Suitable flooring can be a cost-effective way of rejuvenating these sports facilities as replacing the flooring, which is typically a 600sqm area, really does make a big impression and can provide a much-needed facelift even simply from a change of colour. Interestingly, we are seeing far more client driven colour specification in sports halls and there is currently a move away from more traditional blues and greens to terracotta and bright oranges with plenty of grey. This is no coincidence as it reflects the trends in contract and residential interior décor. For example, dark grey with orange borders is as on-trend in sports halls as they are in homes!
However, money is not easy to come by and those responsible are often in need of substantial grants and investment from their local authorities and other organisations to help fund improvements. They may therefore need to prove value for money, longevity and return on investment to show that budgets have been well spent. As a result, products like floorings are likely to be highly scrutinised for their whole life cycle costs and performance values.
As renovating is currently more likely than re-building or extending, the refurbishment market in this sector is prospering and so offering fast-track product solutions which save time and money can be extremely attractive to sport centre management teams. After all they need to keep their premises out of use for as little time as possible and want affordable yet high quality renovation materials.
Importantly some synthetic sports floorings can contribute to low maintenance life cycles by not only being easy to dry sweep clean but also by lowering the need to re-line markings to around a seven-to-eight-year period. Making savings on traditional flooring refurbishments is also possible with the use of innovative isolator materials, synthetic sports flooring can be laid over an existing hard composite, polyurethane, or vinyl flooring without removing the old one. These innovations both save time and money when compared to having to remove existing floors.
Crucially, many sports hall floorings need to be versatile and suitable for many of the recreational sports like basketball, table tennis, five-a-side football and even tumble tots that local communities require. Point elastic vinyl floorings with properties suited to both multi-functional spaces and multi levels of sport offer comfort, protection from impact and different levels of shock absorbency according to the level of activity. These are P1 and P2 floorings with a P3 flooring being the equivalent of an elite sports floor.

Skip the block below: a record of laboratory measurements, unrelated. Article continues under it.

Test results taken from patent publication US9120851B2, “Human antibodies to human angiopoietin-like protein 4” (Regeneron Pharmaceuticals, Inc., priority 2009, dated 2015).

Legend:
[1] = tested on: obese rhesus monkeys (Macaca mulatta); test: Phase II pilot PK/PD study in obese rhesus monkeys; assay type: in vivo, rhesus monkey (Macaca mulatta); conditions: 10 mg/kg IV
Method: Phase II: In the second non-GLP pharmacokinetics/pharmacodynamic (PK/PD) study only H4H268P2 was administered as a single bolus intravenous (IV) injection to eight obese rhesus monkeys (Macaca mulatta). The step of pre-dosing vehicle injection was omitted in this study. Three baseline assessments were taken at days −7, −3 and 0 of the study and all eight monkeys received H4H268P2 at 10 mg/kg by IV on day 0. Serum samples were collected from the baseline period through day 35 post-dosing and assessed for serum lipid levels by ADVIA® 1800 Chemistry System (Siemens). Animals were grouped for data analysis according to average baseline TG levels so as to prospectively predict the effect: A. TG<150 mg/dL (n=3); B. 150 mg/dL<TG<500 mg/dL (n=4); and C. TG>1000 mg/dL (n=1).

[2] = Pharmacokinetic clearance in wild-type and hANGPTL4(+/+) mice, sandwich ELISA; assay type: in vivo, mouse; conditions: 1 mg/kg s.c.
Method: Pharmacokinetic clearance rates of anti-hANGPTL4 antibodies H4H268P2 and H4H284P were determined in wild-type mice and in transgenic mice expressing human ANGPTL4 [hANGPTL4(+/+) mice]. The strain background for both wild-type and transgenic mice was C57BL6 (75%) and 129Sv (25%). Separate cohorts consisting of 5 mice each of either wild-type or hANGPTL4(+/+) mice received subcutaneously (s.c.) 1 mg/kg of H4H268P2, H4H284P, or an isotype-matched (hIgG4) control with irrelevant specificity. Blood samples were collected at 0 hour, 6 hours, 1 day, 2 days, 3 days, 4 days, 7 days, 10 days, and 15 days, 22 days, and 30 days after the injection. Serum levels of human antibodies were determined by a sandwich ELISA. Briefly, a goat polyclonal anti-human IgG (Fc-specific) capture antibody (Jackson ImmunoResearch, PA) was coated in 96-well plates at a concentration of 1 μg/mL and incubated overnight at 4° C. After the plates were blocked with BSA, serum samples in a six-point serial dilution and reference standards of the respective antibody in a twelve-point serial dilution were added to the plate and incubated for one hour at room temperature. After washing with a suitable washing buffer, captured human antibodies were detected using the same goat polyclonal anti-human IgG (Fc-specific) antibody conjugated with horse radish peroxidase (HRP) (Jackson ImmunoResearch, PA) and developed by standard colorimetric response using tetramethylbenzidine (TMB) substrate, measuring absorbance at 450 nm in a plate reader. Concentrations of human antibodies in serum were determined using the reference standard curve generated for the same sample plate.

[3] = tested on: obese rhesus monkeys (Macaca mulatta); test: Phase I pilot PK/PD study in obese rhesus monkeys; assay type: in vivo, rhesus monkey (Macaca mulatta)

In addition, optimising the economic use of a hall by ‘maxing’ the variety of sports that can be played on a flooring surface maybe a consideration for some facilities. Indoor cricket is one example of the potential for tapping into rental income from external clubs as there is a distinct lack of winter net facilities in the UK. Floorings that provide the correct ball bounce for the sport to be played successfully in winter months can provide that opportunity.
As a manufacturer, Gerflor are finding that versatile, quick-to-fit, synthetic sports floorings in bright attractive colours with superior performance and the suitability for a host of different sports are ticking many boxes within sports environments. Combine them with advanced, resilient vinyl floorings that offer the necessary technical and design attributes for other areas like dance, spin, cardio, aerobic, changing rooms, soft play, eating and reception areas and all-embracing flooring solutions are made possible.
Although no one could have predicted 2020 and living in a global pandemic, the fitness industry continues to evolve and adapt. The coronavirus crisis has caused a major shift in how and when we exercise. With a massive growth in digital, connected, and social fitness, it has been a year of community and social distancing. It goes without saying that 2020 has been a tough year but the fitness industry is resilient and fighting back.